When focusing sunlight on a piece of paper, e.g. with magnifying glass, the paper will be charred and might eventually even burn (assuming low cloudiness). To what extent is the heat a result of the focus of the visible light, rather than to other parts of the electromagnetic spectrum (i.e. ultraviolet or infrared) that are invisible to the naked eye?
It's mostly just the visible light, with some infrared.
Typically, glass doesn't transmit so well outside the visible spectrum, as shown in the graph in this answer. Near infrared gets through ok, but ultraviolet transmittance drops off fairly quickly. And then you have to take dispersion into account: different wavelengths are in focus at different distances. So when the visible wavelengths are mostly in focus the infrared components won't be fully focused.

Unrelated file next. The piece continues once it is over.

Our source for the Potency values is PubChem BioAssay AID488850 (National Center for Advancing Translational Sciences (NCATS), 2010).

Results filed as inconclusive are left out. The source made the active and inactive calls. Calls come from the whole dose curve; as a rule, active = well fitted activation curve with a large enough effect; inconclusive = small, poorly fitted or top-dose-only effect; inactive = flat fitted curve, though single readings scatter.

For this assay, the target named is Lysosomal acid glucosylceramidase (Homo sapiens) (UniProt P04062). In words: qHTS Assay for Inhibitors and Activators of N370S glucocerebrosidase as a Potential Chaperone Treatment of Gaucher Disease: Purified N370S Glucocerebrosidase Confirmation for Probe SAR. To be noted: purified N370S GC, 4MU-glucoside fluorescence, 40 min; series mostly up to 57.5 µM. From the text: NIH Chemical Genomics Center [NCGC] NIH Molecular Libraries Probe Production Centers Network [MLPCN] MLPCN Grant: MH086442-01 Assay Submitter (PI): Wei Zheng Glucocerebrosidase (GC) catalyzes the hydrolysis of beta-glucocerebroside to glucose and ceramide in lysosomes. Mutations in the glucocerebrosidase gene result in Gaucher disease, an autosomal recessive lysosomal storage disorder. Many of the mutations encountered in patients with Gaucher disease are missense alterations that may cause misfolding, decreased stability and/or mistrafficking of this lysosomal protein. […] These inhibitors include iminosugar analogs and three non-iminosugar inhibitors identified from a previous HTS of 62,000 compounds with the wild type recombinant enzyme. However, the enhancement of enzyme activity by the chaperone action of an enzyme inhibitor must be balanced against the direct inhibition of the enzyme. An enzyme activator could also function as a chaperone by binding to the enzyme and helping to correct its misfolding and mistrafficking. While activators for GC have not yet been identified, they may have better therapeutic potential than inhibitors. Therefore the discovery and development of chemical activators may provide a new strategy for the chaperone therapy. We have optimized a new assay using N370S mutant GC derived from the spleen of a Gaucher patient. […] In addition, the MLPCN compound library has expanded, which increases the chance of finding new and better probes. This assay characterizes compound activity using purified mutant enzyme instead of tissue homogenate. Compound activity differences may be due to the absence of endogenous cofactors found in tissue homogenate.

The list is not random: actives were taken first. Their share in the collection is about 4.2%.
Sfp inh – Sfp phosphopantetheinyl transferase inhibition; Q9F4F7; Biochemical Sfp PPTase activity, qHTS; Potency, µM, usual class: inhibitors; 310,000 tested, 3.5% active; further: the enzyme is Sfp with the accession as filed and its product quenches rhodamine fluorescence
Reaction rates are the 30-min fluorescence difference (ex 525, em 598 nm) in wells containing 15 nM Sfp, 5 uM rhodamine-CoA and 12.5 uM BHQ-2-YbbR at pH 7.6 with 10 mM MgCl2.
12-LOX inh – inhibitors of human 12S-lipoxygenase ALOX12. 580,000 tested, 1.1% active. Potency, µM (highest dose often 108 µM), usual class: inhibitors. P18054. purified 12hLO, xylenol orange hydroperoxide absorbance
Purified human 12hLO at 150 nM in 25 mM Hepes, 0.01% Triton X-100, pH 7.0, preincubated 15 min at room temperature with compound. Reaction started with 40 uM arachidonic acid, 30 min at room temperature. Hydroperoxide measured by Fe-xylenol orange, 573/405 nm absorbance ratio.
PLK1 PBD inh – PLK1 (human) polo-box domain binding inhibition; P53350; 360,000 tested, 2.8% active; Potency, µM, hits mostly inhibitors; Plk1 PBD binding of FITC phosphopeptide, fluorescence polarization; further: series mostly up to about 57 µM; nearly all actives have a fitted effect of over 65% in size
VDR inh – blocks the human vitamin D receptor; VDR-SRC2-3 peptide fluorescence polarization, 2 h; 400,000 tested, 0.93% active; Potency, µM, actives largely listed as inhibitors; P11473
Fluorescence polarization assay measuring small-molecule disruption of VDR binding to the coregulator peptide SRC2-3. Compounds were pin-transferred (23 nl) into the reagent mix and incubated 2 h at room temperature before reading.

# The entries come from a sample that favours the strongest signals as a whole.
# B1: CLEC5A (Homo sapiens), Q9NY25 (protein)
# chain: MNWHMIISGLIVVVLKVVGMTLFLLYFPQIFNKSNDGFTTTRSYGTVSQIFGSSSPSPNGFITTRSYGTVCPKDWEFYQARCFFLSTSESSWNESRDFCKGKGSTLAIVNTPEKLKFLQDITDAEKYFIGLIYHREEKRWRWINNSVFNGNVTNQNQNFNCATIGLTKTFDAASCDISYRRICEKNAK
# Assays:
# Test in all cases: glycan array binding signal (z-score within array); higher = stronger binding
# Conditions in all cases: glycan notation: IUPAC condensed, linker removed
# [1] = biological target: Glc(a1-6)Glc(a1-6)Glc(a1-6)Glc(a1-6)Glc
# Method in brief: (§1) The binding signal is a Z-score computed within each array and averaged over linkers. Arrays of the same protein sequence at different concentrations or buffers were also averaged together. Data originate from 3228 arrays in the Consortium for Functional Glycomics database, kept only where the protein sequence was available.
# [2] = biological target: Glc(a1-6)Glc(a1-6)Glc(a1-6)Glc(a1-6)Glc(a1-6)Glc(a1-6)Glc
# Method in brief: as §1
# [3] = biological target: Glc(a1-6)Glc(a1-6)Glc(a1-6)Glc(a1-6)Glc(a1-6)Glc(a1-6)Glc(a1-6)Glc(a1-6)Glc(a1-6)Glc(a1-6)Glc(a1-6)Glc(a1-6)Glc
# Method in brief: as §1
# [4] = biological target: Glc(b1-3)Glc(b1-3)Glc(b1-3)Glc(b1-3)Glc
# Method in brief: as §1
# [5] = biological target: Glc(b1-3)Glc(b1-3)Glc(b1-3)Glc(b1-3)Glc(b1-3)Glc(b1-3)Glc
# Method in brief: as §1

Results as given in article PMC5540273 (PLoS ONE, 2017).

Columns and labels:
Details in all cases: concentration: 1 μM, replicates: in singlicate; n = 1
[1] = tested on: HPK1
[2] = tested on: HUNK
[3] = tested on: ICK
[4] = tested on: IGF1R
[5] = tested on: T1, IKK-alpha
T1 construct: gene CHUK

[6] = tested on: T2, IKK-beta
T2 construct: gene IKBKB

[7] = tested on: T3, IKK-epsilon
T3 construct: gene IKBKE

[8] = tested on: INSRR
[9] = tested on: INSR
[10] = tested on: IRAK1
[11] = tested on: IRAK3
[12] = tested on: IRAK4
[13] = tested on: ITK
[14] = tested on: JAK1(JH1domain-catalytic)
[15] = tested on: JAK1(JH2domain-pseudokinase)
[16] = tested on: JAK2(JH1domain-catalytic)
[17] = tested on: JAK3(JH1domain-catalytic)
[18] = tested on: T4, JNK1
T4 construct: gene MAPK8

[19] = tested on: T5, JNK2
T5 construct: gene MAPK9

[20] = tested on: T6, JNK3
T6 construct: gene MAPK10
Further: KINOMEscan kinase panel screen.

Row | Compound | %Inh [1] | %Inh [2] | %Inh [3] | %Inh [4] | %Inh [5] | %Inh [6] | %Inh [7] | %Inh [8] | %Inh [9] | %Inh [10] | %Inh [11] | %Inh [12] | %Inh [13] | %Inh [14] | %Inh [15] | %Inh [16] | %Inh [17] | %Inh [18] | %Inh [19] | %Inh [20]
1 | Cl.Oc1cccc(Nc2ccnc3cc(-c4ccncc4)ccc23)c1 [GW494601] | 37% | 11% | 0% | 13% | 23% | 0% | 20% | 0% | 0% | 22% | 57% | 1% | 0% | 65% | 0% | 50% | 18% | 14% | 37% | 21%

But it would be interesting (IMHO) to do the experiment, and see if a lens with relatively high UV transmittance, like a quartz lens, heats & burns stuff significantly faster than a similar lens of "normal" glass.